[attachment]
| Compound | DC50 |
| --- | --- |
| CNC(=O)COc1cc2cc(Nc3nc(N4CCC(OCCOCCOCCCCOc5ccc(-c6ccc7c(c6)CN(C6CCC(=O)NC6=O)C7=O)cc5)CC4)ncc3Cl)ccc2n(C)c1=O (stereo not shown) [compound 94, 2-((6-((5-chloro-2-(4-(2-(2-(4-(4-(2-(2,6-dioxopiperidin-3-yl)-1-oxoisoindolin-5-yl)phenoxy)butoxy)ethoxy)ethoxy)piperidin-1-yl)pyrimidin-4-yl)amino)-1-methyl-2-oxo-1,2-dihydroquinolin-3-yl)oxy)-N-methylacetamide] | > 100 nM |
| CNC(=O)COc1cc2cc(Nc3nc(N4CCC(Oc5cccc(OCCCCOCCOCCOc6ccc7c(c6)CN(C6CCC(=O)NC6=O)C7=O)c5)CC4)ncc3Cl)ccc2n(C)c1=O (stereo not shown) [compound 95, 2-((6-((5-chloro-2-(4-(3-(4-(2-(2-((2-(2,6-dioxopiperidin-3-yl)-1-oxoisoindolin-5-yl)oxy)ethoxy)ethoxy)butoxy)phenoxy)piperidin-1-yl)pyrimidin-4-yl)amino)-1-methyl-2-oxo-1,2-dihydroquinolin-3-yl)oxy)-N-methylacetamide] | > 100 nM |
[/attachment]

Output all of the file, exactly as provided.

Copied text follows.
| Compound | DC50 |
| --- | --- |
| CNC(=O)COc1cc2cc(Nc3nc(N4CCC(OCCOCCOCCCCOc5ccc(-c6ccc7c(c6)CN(C6CCC(=O)NC6=O)C7=O)cc5)CC4)ncc3Cl)ccc2n(C)c1=O (stereo not shown) [compound 94, 2-((6-((5-chloro-2-(4-(2-(2-(4-(4-(2-(2,6-dioxopiperidin-3-yl)-1-oxoisoindolin-5-yl)phenoxy)butoxy)ethoxy)ethoxy)piperidin-1-yl)pyrimidin-4-yl)amino)-1-methyl-2-oxo-1,2-dihydroquinolin-3-yl)oxy)-N-methylacetamide] | > 100 nM |
| CNC(=O)COc1cc2cc(Nc3nc(N4CCC(Oc5cccc(OCCCCOCCOCCOc6ccc7c(c6)CN(C6CCC(=O)NC6=O)C7=O)c5)CC4)ncc3Cl)ccc2n(C)c1=O (stereo not shown) [compound 95, 2-((6-((5-chloro-2-(4-(3-(4-(2-(2-((2-(2,6-dioxopiperidin-3-yl)-1-oxoisoindolin-5-yl)oxy)ethoxy)ethoxy)butoxy)phenoxy)piperidin-1-yl)pyrimidin-4-yl)amino)-1-methyl-2-oxo-1,2-dihydroquinolin-3-yl)oxy)-N-methylacetamide] | > 100 nM |